Thursday, October 6, 2011

Fertility, Rosh Hashanah, and Sukkot

Rosh Hashanah passed but we can always talk about fertility on this blog, right?  In the last post, I mentioned that on Rosh Hashanah we eat foods symbolic of ideas we wish to bring in with us to the new year (fertility, abundance, sweetness, life...).  The symbols for Fertility and Lifecycle feature proudly on many tables. Fertility is also a major theme of Rosh Hashanah as it is thought that the Matriarchs (Rebecca, Rachel, and Sarah) and Hannah, all of whom were infertile for many years, all had their prayers answered during the month we celebrate Rosh Hashanah. This year I became partcularly intrigued with this concept and loved seeing how some of the symbolic foods may also help women get pregnant, from a nutrition standpoint.

Fish: Fish are an ancient symbol of fertility and abundance due to their fertile abilities.
Some people say an accompanying phrase "May it be your will that we be fruitful and multiply like fish."
Fish oil supplements have also been shown to help balance blood sugar levels in women with PCOS and can sometimes help with unexplained infertility. There is also some research indicating that fish oil may prevent allergies and asthma in toddlers when taken in the last trimester.  Talk to your doctor about dosage. The protein and fat in fish at a meal is also really helpful to control blood sugar in PCOS patients who are having trouble getting pregnant.  Read this post for more info on carbohydrates and PCOS.  Stear clear of fish high in mercury and other toxicities, read here for more info.

Starfruit and food cut/baked into star shapes: In the spirit of the blessing given to Abraham,  "I will exceedingly multiply your seed as the stars" (Genesis 22:17)."  Starfruit are also a great source of Vitamin C.  Vitamin C is really important for women with Luteal Phase Defect who are having trouble getting pregnant due to low progesterone levels. Food should be your first source (hence, BeyondPrenatals).  It has been shown to increase progesterone levels during the luteal phase of your cycle (Ovulation through menses) and help with fertility.  Vitamin C is also an antioxidant and may help with sperm count and motility.

Pomegranates and other fruit with lots of seeds: The many seeds represent abundant fertility. The shape and red color of the pomegranate also symbolize the womb, along with the fact that the entire fruit consists of the seeds of life. Red symbolizes the blood of life and has the same root (Adom) as the hebrew word for man (Adam). The pomegranate has very high levels of antioxidants, which prevent subtle oxidative "stress" to the body, making it important for fertility, pregnancy, and the fetus, not to mention sperm health.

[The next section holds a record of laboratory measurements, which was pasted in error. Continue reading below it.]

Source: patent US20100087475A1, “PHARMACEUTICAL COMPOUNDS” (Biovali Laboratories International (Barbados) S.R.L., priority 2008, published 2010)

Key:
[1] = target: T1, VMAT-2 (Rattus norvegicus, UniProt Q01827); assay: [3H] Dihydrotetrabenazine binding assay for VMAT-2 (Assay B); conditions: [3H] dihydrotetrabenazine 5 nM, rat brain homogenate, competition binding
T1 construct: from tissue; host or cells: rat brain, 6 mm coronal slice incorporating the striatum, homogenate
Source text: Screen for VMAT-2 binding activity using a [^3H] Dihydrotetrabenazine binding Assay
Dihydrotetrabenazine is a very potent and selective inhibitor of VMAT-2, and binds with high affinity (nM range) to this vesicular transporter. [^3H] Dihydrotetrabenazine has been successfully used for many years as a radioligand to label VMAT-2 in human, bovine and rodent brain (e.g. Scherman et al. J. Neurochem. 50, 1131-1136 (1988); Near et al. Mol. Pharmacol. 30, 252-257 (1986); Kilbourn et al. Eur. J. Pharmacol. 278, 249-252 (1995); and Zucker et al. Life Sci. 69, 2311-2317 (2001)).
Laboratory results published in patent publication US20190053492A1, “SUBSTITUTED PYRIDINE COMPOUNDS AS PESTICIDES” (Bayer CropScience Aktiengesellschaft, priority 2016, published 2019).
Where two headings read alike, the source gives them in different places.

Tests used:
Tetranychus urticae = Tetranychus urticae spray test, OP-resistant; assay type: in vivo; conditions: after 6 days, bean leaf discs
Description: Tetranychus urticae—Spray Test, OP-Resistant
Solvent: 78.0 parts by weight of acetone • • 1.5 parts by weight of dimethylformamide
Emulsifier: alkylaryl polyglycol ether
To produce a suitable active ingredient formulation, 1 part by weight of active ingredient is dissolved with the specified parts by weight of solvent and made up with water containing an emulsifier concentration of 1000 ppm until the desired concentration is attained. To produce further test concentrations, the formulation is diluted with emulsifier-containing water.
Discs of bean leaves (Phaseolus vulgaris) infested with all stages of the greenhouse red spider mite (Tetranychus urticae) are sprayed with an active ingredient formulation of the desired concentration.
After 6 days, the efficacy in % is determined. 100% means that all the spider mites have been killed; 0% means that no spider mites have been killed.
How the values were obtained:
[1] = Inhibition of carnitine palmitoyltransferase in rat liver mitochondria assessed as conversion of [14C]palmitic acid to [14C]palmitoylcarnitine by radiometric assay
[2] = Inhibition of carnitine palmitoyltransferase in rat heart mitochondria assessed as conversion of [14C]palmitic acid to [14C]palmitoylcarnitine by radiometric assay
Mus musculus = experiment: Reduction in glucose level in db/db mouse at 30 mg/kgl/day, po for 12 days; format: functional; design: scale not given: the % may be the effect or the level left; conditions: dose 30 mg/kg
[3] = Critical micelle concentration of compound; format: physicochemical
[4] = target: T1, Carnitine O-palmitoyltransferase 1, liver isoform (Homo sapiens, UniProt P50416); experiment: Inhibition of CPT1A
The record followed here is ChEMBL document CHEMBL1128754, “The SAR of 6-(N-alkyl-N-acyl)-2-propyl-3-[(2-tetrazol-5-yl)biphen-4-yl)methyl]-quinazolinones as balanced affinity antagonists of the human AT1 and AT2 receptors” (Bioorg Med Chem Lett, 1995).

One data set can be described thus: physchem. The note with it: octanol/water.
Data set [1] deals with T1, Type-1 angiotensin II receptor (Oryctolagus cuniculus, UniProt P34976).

Round foods: Circular foods such as chickpeas and hard-boiled eggs represent the cyclical nature of life and are eaten at meals to welcome new babies as well as mourners.  They are also said to represent the longing that babies have to be sheltered in the womb.  I often use chickpeas as add-on's for PCOS patients to help slow down the rise in insulin when consuming carbohydrates, even healthy sources, such as buckwheat, brown rice,  barley, and wheat berries.   Plant proteins have also been shown to increase fertility in a recent Harvard study.   Roasted chickpeas make a great snack for fertility.  Enjoy this recipe while thinking about fertility and lifecycle.

Roasted Chickpeas Two-Ways

Open, drain, and rinse two cans of BPA-Free Eden Organic Chickpeas.
Or Soak a bag of dry chickpeas overnight and drain the next morning (no need to cook!)
Place the contents into two bowls, coat lightly with olive oil.
In one bowl add Corriander, Cumin, Sweet Paprika, Cinnamon, Allspice, Ginger, Cayenne Pepper.
In the other bowl add Agave, Basil, White Pepper, Cinnamon.
Mix well.
Spread out in two baking pans lined with parchment paper.  Bake at 350 for 40-1 hr depending on preference of chewiness or crunchiness. Enjoy! Store in airtight container.

For the upcoming holiday of Sukkot, I found two traditions, which I was previously unaware of:
Lulav Loosening and Etrog Eating.

May this time of year, which we celebrate the birth of the world, bring forth the birth of healthy children.

To your health and happy New Year, Debra


  1. I thought it was B6 that helps with a short luteal phase. Never heard about Vitamin C though. Here is an article about B6, I've started to take it this cycle to help with my 9-11 day LP, we'll see what happens.

  2. I found your blog while searching for an article for a client about Suzanne Colson's biological nurturing for laid back nursing.
    I love your ideas about fertility, food, and parenting!